Every one of us has likely considered the first thing we’ll do when the pandemic is over. Maybe we’ll go to a baseball game, maybe we’ll wander the aisles of Target without worry, maybe we’ll go to a bar and enjoy a margarita and a plate of nachos because they taste infinitely better when we aren’t responsible for making them ourselves. These are all examples of rather simple things we took for granted before the pandemic forced us inside, made us recalibrate our entire existence and weigh every action against our health and mortality. Like Daniel, none of us will forget what has been taken from us, how the pandemic forced us to change the way we live our lives. We’ve all been irrevocably changed by our experiences, both shared and personal.
Watching Rectify through this lens has made its central themes feel sharper and more familiar. Daniel doesn’t dare to have hope or expectations, can’t begin to be optimistic about the future. He seeks answers from many places during the show’s four seasons, including organized religion, but the weight of what has happened to him threatens to become overwhelming if he gives voice to his pain. It isn’t until he is forced to leave Georgia and is living in a halfway house in Tennessee during the show’s fourth and final season that he is able to confront what has happened to him. “When you are alone with yourself all the time, with no one but yourself,” Daniel tells a counselor, “you begin to go deeper and deeper into yourself until… you lose yourself.” With tears streaming down his face, Daniel is able to vocalize the depth of the pain caused by his isolation and despair, not to mention the repeated sexual assaults he experienced while in prison. Afterward, he is able to slowly begin to reshape his sense of self from the ruins of a man broken by violence. He even dares to dream of the future.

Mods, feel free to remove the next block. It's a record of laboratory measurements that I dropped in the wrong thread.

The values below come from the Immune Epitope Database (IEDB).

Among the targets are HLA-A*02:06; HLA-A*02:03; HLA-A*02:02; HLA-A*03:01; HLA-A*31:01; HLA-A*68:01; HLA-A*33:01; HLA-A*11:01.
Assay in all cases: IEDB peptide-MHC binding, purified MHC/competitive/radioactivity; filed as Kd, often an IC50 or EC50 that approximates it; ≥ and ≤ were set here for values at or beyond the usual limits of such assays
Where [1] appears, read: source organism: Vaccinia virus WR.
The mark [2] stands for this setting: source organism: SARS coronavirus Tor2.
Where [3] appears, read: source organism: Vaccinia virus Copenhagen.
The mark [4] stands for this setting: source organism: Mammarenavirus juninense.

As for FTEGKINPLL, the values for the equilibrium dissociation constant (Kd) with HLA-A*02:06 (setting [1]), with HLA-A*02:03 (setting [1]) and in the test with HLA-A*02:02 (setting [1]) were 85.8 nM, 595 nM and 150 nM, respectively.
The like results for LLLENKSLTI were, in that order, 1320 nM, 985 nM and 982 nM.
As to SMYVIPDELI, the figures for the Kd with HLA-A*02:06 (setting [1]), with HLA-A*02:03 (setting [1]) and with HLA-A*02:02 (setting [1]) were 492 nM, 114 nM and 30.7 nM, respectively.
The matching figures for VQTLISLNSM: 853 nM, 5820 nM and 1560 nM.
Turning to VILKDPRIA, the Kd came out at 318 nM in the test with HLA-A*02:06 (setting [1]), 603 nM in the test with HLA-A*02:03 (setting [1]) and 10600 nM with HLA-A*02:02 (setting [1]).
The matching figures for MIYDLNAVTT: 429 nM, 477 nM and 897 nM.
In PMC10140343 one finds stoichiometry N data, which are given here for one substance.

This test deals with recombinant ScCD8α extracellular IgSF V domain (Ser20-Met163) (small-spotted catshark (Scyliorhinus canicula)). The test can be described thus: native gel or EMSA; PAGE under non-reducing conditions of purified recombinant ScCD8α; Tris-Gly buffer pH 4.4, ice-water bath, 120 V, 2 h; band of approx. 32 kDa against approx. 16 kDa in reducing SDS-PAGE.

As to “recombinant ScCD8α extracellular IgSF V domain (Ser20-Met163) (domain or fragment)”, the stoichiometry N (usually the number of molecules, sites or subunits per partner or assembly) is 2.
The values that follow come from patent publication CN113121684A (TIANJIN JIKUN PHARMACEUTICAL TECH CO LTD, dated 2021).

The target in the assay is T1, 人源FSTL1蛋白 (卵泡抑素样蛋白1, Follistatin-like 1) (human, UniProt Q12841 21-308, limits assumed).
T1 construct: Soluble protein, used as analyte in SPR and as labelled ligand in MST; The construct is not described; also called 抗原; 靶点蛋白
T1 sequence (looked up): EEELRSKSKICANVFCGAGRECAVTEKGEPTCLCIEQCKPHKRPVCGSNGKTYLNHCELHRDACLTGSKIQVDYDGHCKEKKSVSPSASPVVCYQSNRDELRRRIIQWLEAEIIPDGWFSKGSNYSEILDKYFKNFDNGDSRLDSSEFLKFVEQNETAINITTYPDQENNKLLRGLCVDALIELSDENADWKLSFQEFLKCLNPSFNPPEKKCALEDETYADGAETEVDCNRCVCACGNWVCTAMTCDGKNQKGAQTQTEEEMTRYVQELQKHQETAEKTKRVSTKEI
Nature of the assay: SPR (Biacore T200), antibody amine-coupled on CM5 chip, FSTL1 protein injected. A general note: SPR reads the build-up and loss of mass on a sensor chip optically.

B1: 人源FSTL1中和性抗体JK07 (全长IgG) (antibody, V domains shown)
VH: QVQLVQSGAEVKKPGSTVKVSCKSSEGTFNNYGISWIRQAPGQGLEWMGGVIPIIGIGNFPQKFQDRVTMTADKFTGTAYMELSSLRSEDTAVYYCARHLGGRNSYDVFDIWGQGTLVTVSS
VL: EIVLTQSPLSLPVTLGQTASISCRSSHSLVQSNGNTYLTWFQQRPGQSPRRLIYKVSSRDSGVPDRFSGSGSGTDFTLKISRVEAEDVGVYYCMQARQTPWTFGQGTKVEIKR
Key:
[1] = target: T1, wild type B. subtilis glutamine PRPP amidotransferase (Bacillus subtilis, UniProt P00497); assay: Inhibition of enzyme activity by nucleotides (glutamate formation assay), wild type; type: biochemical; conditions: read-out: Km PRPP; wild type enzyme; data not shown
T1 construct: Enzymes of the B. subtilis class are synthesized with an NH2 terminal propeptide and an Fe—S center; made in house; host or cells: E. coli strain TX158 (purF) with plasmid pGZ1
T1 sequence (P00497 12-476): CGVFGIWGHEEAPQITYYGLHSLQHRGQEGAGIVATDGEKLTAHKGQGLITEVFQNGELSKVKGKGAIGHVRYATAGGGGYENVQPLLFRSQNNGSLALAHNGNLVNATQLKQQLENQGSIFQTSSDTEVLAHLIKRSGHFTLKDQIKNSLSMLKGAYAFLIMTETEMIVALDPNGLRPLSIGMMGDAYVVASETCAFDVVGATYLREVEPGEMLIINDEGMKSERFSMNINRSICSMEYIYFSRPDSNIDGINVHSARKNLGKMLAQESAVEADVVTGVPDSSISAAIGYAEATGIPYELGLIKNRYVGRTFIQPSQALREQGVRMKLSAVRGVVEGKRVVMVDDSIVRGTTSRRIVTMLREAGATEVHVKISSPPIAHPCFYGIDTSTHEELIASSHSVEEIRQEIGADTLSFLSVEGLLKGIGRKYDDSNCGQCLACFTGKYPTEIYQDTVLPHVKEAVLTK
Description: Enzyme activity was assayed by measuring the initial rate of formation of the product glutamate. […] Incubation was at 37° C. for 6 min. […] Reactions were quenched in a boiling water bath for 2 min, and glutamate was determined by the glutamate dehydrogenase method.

Rectify is methodical in its approach to storytelling, content to move quietly and at a pace that most people would describe as being slower than molasses. Even though it debuted in 2013, it seems unlikely that a show like it could be made today. Even with the abundance of streaming services producing original content, it’s unlikely that a studio would take a chance on a slow, meditative drama dedicated to deep contemplations on faith and doubt, on the exploration of one’s sense of self in the wake of brutal injustice and trauma. But the show’s slow pace invokes a sense of realism as it reinforces that healing takes time. It cannot be rushed.
This is a show that was meant to be savored rather than binged, so that we can sit with Daniel’s story, and the story of his family members, who each have to reframe their lives once the one thing they were all so focused on for so long—earning Daniel his freedom and clearing his name—is accomplished. Some of the show’s best moments are punctuated by silence and stillness. Some of the most beautiful and memorable scenes involve characters surrounded by nature, looking into the first or last rays of the day. But the quiet is not uncomfortable or overbearing; it is full of promise. Most of us are not there yet, and like Daniel, it might take time to find a cathartic release and begin to reshape ourselves in a post-pandemic existence, but if rewatching Rectify has taught me anything, it’s that this is possible. Whenever we’re ready, the future will be there.
Watch on Netflix
(Until March 4, 2021)
Kaitlin Thomas is an entertainment journalist and TV critic. Her work has appeared in TV Guide, Salon, and TV.com, among other places. You can find her tweets about TV, sports, and Walton Goggins @thekaitling or read more of her work at kaitlinthomas.com.